Rajkumari Ratnavati Girls School
Source: cittaindia.org

Deserts are probably one of the most harmful places to live. The Thar desert in India is the world's 9th largest hot subtropical desert and it is the world's 17th largest desert. It is also known as the Great Indian Desert and it stands as a large barren region in the northwestern part of the Indian subcontinent that covers an area of 2,00,000 km and forms a natural boundary between India and Pakistan. Temperatures in the Thar Desert can exceed around 50° in the summer months, and it is extremely hard to work or operate anything in this weather. And of course, no one can imagine girls studying in the middle of the great Indian desert, but there is an architectural wonder located near Jaisalmer's famous Sam Dunes.

The Rajkumari Ratnavati Girls' School at the Kanoi village, near Jaisalmer, Rajasthan is made of yellow sandstones. Rajasthan is the largest Indian state. As per the Census 2011, the total population of Rajasthan is 68548437, but the female literacy rate of this state ranks lowest to 52.66%, and the male literacy rate is 79.19%. Moreover, around 80% of the population in this state lives in villages, such as Jaisalmer, where female literacy rate barely reaches 32%. The Rajkumari Ratnavati Girls' school works to educate girls to empower them. Here, the girls can study and play in the protected courtyard without worrying about the weather of the Great Indian Desert.

Rajkumari Ratnavati Girls School Top View
Source: cittaindia.org

Rajkumari Ratnavati Girls' School has an oval-shaped structure that mixes in the landscape of the desert, and it similarly comes with elements of sustainability. The vision of creating this amazing school was initiated by Michael Daube, the founder of CITTA, a non-profit organisation, and it almost took 10 years to complete this project. Michael planned this project in 2010, and he spent the initial years in getting at the right opportunity to bring all stakeholders in place. He spent some time to understand the culture and the dynamics of the region. It wasn't so easy for Michael Daube to convince politicians, royals, celebrities and other stakeholders to be a part of the project. To gain some community support, he also assembled the idea of tourism, culture, art and other distinctive aspects of the region.

Michael Daube operated with a US-based architect named Diana Kellogg. She came to India in 2014, and she got inspired by the beautiful buildings, music and art of Rajasthan. Diana met numerous people from nearby villages to understand the culture of the state. She worked for almost 2 years before she moved toward the final design. She created some feminine designs for girls to develop the energy and environment in the surroundings. She had the initial visions, plans and structures to make the school out of sandstones and bring a beautiful, stunning and remarkable building. Michael Daube did not want the building to function merely as a school. He insisted to create an elegant structure that represented womanhood. Besides being a school, he wished to make it a tourist attraction and serve as a global platform to host events for women empowerment and global programs like Ted talks.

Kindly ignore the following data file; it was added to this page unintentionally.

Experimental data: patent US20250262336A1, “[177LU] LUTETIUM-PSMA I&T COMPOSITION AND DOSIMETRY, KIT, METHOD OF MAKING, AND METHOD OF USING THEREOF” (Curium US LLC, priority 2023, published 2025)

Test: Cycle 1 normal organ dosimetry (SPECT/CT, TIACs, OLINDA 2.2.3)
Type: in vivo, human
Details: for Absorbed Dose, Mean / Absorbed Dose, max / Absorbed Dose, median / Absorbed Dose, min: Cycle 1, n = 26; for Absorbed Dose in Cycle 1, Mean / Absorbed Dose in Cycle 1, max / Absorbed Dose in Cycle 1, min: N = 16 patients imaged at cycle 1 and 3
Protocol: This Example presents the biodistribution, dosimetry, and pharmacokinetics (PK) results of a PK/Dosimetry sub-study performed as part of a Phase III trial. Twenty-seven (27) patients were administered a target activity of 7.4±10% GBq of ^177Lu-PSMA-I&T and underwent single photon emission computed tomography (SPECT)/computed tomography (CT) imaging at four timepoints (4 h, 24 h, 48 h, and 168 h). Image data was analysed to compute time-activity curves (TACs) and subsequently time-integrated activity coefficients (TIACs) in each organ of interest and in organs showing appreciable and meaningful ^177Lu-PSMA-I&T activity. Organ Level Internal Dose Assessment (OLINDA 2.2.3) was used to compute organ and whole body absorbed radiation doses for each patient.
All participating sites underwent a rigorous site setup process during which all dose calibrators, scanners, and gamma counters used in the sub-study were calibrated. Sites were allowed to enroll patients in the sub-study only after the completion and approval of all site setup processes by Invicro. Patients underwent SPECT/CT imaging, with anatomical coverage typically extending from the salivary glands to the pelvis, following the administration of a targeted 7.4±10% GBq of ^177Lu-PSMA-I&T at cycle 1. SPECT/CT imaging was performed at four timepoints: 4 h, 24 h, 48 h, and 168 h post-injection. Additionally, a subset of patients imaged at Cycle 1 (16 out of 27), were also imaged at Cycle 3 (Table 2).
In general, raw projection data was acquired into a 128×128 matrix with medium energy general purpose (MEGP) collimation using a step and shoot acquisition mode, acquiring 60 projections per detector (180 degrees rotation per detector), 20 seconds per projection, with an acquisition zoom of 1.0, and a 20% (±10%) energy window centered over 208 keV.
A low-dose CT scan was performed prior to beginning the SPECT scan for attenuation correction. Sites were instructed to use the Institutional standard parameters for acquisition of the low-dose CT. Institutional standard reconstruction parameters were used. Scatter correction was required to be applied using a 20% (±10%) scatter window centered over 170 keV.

Rajkumari Ratnavati School's campus is known as the ‘Gyaan Centre’. It has the capacity of 400 girls from Kindergarten to Class 10. In another building, girls will be trained in traditional arts like weaving and textiles to preserve dying handicrafts and to make them capable to earn their livelihood. The school similarly has a textile museum, performance hall, and an exhibition place for artists to sell their crafts. A local architect named Karim Khan is the man behind this remarkable building. Though he began working on the structure in 2014, the construction only began in October 2018 and took 1 year to complete. On top of the school building, there are solar panels which work as a canopy and provide shade and power with the building. There is also a cooling system which utilizes geothermal energy. The sandstones which are used in the construction of the school, protect from the heat in the daytime and give warmth during the evening time. The inner walls of the school building are plastered with lime, which insulates the school building. And the courtyard in the complex can store 3.5 lakh litre of water.

There were challenges for the team to create a fully developed school in the middle of the Thar desert. And as the project was funded by a non-profit NGO, the team has to take care of the budgets as well. Michael decided to build the school near Jaisalmer considering the low literacy rate and a high dropout rate of schoolgirls in the state. To help and support these girls and make them empower by educating them, he started this endeavour. Even the logo of the school symbolises healthcare, women empowerment and education. Michael believes that creating a place to explore will allow the girls to grow. Presently, the schools are not entirely open due to COVID-19, and Micahel thinks that his school will prosper once everything gets normal. He believes that this idea will increase the growth opportunities for girls in the region and it will also benefit tourism at the same time.



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